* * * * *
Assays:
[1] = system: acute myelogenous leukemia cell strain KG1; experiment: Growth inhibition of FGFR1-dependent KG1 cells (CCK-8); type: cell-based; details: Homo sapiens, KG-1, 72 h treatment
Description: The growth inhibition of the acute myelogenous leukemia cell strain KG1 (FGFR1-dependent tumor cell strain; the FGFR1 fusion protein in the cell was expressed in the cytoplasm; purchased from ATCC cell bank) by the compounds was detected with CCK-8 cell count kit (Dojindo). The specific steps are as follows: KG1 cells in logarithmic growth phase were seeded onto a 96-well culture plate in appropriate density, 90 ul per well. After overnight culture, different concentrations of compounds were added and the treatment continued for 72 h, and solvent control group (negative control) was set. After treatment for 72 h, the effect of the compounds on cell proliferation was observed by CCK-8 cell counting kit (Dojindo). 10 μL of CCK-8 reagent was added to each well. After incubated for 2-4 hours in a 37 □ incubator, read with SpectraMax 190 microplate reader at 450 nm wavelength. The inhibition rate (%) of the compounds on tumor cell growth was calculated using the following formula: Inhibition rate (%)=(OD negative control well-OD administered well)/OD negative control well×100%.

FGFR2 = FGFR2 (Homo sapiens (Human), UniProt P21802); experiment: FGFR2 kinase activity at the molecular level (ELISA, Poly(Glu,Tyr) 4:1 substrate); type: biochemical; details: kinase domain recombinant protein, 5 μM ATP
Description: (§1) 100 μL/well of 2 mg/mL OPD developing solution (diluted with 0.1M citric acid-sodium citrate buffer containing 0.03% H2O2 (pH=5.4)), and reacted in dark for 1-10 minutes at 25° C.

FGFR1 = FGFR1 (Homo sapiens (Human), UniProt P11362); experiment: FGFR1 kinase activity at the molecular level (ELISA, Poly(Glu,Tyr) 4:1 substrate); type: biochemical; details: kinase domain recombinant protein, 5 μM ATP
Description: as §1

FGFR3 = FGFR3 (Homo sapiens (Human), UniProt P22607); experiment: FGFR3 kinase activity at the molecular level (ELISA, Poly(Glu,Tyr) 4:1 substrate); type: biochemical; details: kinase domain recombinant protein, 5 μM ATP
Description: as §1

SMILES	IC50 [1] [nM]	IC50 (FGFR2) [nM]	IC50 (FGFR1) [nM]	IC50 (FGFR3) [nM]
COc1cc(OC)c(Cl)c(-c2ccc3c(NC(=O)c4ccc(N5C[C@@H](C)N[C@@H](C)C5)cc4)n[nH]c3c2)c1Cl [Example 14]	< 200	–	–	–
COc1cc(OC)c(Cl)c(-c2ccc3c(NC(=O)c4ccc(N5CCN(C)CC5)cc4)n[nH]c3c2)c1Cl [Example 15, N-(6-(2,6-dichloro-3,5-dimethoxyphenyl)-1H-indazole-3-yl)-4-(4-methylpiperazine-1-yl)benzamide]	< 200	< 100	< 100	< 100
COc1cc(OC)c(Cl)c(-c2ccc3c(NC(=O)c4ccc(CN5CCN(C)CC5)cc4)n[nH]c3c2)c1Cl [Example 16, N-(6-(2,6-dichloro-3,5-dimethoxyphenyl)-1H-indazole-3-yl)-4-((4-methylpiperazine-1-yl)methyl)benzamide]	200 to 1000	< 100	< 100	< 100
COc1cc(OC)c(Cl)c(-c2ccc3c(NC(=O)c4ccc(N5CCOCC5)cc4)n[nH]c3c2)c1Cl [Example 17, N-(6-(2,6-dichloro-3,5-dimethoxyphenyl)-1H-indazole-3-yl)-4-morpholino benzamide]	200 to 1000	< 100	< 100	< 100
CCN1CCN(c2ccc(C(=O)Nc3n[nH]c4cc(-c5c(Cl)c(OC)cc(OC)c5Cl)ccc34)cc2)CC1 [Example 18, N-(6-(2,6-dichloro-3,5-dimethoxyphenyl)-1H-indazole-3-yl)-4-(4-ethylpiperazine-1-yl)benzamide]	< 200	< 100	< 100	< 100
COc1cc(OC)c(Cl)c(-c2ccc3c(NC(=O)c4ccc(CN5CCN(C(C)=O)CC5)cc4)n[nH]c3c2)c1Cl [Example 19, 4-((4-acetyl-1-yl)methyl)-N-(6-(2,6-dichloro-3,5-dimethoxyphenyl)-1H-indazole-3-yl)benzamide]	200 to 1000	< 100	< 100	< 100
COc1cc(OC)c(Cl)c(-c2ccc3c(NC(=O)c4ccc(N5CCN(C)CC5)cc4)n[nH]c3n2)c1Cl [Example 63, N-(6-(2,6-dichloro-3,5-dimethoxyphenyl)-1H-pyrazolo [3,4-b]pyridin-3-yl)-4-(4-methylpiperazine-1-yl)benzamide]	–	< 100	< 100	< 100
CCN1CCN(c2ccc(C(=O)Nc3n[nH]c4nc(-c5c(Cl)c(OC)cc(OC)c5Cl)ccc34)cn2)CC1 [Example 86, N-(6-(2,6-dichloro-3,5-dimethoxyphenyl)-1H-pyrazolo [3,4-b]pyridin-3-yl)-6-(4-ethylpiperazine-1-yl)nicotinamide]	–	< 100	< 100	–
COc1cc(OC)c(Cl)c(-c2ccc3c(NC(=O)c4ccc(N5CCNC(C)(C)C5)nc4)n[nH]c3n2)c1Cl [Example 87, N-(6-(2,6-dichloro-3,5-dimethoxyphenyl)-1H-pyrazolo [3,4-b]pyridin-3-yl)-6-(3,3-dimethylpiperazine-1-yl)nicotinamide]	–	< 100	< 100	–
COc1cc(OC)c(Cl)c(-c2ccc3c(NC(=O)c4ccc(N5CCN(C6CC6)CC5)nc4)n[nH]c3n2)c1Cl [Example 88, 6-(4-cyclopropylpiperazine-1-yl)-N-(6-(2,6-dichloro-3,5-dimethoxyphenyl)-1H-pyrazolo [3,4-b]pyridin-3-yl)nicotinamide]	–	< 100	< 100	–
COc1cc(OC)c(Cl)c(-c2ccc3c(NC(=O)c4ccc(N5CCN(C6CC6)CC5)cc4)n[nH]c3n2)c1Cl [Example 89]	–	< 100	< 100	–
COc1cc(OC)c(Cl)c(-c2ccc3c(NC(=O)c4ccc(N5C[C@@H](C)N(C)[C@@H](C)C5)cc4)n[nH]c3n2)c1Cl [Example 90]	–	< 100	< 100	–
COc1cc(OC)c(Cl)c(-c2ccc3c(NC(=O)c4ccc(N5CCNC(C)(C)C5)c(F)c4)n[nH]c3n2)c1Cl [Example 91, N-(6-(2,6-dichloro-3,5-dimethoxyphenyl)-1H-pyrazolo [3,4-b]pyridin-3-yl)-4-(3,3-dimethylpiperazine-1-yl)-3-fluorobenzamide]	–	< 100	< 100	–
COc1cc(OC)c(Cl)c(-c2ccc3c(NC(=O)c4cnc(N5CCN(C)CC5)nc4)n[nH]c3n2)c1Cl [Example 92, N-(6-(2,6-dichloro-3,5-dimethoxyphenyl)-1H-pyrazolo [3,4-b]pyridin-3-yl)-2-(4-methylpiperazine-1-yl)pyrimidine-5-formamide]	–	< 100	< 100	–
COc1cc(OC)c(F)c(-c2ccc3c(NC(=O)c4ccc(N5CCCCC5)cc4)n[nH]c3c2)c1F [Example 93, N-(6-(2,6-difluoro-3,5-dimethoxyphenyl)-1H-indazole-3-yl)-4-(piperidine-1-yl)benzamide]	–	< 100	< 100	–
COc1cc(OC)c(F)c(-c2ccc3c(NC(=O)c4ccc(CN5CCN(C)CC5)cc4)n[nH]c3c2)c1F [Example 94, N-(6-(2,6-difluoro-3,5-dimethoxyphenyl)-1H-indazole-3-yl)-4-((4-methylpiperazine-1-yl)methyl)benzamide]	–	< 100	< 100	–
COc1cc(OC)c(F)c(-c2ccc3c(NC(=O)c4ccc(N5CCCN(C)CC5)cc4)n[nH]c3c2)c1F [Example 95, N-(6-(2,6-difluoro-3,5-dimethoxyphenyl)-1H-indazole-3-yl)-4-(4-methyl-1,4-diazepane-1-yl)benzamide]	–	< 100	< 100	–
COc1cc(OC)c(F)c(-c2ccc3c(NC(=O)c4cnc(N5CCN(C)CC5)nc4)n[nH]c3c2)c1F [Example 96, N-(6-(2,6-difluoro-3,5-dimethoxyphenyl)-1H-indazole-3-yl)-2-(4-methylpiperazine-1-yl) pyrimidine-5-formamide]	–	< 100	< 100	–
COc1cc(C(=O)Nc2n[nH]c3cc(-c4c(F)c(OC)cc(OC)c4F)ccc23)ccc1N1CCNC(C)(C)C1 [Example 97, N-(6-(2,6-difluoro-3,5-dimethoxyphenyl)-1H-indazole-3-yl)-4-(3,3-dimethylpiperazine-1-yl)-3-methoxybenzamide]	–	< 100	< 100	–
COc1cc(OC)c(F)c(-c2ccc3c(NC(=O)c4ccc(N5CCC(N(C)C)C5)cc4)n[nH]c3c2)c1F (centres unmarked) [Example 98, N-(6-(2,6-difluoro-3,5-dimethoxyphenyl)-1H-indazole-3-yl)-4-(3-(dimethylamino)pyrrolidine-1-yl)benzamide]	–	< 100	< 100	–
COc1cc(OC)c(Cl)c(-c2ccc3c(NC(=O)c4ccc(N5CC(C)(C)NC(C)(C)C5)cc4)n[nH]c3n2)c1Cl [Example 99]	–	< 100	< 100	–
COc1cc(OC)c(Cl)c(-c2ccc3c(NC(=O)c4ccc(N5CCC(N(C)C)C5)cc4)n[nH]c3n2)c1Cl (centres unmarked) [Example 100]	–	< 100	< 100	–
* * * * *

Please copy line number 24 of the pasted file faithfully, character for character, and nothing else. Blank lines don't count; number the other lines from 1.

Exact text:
COc1cc(OC)c(Cl)c(-c2ccc3c(NC(=O)c4cnc(N5CCN(C)CC5)nc4)n[nH]c3n2)c1Cl [Example 92, N-(6-(2,6-dichloro-3,5-dimethoxyphenyl)-1H-pyrazolo [3,4-b]pyridin-3-yl)-2-(4-methylpiperazine-1-yl)pyrimidine-5-formamide]	–	< 100	< 100	–